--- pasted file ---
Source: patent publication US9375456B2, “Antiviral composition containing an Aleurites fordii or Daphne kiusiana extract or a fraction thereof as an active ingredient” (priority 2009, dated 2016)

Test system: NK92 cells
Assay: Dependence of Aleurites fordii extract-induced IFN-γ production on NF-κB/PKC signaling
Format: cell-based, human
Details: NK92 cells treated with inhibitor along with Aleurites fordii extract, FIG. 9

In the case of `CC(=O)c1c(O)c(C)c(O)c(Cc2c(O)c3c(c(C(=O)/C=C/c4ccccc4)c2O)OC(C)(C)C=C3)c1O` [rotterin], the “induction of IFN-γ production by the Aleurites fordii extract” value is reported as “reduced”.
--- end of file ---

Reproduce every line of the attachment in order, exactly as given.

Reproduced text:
Source: patent publication US9375456B2, “Antiviral composition containing an Aleurites fordii or Daphne kiusiana extract or a fraction thereof as an active ingredient” (priority 2009, dated 2016)

Test system: NK92 cells
Assay: Dependence of Aleurites fordii extract-induced IFN-γ production on NF-κB/PKC signaling
Format: cell-based, human
Details: NK92 cells treated with inhibitor along with Aleurites fordii extract, FIG. 9

In the case of `CC(=O)c1c(O)c(C)c(O)c(Cc2c(O)c3c(c(C(=O)/C=C/c4ccccc4)c2O)OC(C)(C)C=C3)c1O` [rotterin], the “induction of IFN-γ production by the Aleurites fordii extract” value is reported as “reduced”.